One thing is very clear in your report of key stage 3 English test marking (TES, October 8): terms like "operational difficulties" and "administrative problems" fall way short of explaining the national scandal of inaccurate marking of the tests over many years. Horror stories concerning KS3 test marking abound wherever English teachers gather, and your article gives several. In the case of my school, we have had to have papers for the entire year group remarked on four occasions, including each of the past three years. On every occasion, more than 50 pupils have had their levels increased.
What your article does not address is the damaging effect that inaccurate marking has on schools. The main victims, of course, are the pupils, many of whom work very hard in preparation for the tests. English staff, too, in my department dread the arrival in July of the results, knowing that, in all likelihood, we face a sustained public relations campaign explaining to pupils, parents, managers and governors that once again the scripts have been wrongly marked and that if we can all be patient we should get the correct results by October. Meanwhile, days are spent putting together the appeal, and target-setting for GCSE goes on hold until we have correct data to work with.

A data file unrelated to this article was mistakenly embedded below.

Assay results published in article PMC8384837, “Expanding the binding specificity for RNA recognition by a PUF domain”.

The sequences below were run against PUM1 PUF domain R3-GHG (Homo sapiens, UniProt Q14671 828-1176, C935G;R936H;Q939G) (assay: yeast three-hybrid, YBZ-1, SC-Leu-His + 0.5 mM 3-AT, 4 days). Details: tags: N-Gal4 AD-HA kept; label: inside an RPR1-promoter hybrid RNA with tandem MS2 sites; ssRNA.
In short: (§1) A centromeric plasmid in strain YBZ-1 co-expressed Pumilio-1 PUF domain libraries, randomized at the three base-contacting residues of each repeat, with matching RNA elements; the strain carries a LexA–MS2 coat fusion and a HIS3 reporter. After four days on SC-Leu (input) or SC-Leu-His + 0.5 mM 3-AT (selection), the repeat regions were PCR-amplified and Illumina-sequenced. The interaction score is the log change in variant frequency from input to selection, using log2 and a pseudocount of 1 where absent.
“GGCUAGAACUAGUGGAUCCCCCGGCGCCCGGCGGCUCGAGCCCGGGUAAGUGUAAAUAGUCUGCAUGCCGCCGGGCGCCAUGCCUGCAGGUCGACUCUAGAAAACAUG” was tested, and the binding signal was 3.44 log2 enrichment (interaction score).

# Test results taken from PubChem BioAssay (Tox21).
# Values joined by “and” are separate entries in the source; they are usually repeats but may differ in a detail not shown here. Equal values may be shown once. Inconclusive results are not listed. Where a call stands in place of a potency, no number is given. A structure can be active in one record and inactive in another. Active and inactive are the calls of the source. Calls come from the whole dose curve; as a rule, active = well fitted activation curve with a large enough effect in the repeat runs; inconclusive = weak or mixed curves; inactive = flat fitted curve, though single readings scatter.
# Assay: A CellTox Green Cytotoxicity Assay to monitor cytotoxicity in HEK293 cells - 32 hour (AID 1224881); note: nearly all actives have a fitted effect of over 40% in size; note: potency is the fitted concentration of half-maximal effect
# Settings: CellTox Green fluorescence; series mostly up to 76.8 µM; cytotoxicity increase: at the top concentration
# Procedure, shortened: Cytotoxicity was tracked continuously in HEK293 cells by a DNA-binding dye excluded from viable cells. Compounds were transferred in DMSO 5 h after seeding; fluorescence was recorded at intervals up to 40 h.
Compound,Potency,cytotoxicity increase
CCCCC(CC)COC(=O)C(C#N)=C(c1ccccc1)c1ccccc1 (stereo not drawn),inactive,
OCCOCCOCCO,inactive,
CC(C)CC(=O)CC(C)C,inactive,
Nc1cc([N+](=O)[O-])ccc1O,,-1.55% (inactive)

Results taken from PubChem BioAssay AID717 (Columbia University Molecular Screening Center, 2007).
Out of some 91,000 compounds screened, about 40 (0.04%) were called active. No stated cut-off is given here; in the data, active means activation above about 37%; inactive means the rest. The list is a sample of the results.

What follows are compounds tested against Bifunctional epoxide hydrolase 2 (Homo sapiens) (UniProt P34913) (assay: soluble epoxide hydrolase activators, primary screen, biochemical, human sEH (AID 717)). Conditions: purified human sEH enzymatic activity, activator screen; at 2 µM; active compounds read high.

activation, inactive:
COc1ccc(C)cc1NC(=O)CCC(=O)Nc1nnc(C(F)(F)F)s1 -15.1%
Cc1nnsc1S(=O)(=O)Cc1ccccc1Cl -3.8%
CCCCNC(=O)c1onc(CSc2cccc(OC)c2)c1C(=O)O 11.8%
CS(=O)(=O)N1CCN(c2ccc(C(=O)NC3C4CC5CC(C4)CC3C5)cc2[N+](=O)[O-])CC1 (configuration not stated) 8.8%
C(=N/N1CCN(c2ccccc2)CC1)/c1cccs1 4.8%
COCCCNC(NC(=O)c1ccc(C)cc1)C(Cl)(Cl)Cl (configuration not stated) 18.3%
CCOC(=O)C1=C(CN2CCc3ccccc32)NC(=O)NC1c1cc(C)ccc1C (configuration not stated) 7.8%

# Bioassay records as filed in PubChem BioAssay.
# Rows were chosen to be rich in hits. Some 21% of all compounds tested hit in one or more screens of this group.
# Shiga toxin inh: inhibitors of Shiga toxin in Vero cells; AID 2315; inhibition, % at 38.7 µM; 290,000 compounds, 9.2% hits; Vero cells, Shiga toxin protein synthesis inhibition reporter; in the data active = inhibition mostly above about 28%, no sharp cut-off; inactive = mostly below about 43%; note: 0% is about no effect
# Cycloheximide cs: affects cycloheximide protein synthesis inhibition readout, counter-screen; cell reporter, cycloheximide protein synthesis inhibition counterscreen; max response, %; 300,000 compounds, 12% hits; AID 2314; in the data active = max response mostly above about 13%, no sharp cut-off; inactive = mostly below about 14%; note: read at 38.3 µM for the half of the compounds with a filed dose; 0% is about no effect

And what of the KS3 strategy? Up and down the country, LEA English advisers are urging schools to raise performance from level 3 at KS2 to level 5 at KS3; classrooms are plastered with displays headed "In order to get a Level 5 I need to..."; teachers are running booster classes and other literacy intervention programmes. If we cannot rely on progress being accurately assessed, who can blame teachers who question the point of it all?
Head of English, Katherine Lady Berkeley's school